How long does it take for something to go from concept to reality in your community? It really depends on what you’ve got in mind, how great a departure it represents from the way things are done at present, and what the cost is relative to the benefit. If you’re talking about replacing existing carts with similar equipment and the issue for all intents and purposes is cost, then the factors affecting lead time come down to: (1) doing the analysis, (2) selling the decision makers, and (3) implementing the change. Though by no means a trivial effort, this kind of project still can be accomplished in a reasonably short period of time.
But what if in conjunction with replacing existing carts, your objective is to initiate an automated collection system? What kind of lead time are you looking at then? Starting from scratch, could you complete the transformation by 2015? Maybe you could propose its completion by then, but I wouldn’t bet the farm or your daytime job on it. Why? The more variables you throw into the game and the more aspects of community life you touch, the longer things take. You may think, for instance, that since a lot of communities have already adopted automated collection, you should be able to cookie-cutter their experience into yours. Think again. For every situation in which such plagiarism works, there are a dozen in which local differences make it quite a challenge. Then there are the myriad details to be tied down, many of which involve compromise and trade-offs. But even when you think you’ve put all of the mechanical and operational issues into an irresistible package, you’ve got to sell the program…not once, but invariably again and again. And each of these will involve revisions that range from “cosmetics” to major surgery.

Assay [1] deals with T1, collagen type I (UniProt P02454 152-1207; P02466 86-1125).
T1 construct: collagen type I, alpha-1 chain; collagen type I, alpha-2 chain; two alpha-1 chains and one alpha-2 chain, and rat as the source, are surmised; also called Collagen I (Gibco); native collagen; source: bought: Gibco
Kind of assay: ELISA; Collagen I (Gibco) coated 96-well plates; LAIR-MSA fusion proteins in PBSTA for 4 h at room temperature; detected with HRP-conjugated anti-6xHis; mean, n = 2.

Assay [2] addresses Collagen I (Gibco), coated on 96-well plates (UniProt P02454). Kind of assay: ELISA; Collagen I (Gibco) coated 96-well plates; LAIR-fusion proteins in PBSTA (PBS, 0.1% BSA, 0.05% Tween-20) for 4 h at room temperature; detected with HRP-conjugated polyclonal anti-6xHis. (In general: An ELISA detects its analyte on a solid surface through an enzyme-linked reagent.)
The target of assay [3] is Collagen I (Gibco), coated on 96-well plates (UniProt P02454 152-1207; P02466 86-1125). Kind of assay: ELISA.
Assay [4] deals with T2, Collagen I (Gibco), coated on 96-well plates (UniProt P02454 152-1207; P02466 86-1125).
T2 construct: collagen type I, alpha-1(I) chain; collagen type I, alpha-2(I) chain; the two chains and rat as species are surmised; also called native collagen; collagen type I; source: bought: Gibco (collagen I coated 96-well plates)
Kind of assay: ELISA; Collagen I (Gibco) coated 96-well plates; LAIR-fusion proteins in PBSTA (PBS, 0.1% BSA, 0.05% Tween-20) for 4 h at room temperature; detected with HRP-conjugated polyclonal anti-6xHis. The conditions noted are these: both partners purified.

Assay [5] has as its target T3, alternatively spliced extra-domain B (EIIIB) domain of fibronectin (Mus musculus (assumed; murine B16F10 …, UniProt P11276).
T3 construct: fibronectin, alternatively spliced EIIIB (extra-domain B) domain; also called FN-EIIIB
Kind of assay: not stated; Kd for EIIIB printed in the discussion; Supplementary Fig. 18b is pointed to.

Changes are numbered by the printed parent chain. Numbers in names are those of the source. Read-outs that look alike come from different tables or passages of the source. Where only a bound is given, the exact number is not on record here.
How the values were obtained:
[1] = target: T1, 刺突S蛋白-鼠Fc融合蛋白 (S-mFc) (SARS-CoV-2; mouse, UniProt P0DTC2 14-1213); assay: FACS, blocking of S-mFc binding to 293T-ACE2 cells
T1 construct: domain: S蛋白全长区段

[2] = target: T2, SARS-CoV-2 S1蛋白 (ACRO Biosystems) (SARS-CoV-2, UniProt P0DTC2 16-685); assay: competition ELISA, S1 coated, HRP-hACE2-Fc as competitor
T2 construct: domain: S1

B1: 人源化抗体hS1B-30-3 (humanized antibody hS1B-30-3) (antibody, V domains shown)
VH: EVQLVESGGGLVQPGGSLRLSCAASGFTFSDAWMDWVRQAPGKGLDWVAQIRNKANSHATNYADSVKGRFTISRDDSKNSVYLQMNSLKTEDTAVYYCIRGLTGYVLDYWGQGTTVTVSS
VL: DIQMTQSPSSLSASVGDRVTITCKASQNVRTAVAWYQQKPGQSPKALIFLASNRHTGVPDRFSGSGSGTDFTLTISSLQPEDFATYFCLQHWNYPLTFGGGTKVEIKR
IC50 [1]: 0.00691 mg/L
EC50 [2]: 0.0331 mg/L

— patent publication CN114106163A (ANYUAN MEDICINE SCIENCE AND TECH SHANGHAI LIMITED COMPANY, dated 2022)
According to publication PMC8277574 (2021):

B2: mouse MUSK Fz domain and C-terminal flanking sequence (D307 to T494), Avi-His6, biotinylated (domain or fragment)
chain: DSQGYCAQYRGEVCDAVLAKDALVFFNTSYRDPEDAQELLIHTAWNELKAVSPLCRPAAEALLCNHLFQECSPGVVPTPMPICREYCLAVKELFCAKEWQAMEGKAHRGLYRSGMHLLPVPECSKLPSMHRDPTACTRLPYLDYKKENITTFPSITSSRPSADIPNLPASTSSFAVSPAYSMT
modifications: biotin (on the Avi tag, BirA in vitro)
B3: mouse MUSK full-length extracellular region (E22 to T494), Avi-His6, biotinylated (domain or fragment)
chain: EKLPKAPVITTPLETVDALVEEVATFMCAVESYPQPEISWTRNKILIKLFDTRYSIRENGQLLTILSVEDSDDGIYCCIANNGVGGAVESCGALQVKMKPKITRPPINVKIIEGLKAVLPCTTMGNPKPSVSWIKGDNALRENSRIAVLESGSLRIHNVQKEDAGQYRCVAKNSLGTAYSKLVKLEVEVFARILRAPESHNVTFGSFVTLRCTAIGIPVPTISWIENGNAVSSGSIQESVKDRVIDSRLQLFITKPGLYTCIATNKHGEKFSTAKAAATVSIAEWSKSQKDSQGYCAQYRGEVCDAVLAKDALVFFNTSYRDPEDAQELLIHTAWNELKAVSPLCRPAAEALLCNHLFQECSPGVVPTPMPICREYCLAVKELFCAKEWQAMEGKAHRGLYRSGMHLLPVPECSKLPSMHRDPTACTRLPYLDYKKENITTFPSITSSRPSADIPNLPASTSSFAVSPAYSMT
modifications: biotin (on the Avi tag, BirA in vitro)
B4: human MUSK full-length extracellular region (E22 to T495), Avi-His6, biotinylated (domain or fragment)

With each iteration, undoubtedly you will be reacting to new information and perhaps even different goals until what you end up with may bear little resemblance to what you started with.
While 2020 may appear to be a long way out there—admittedly too far for most of the activities that fill your day—once you accept that where substantive change is involved, you’ve embarked not on a project but rather a process, it’s closer to the effective horizon than you might think.
For a reality check on lead times, let me suggest that you ask the folks who’ll be at WASTECON in DC this August. Need more info? Go to http://www.swana.org.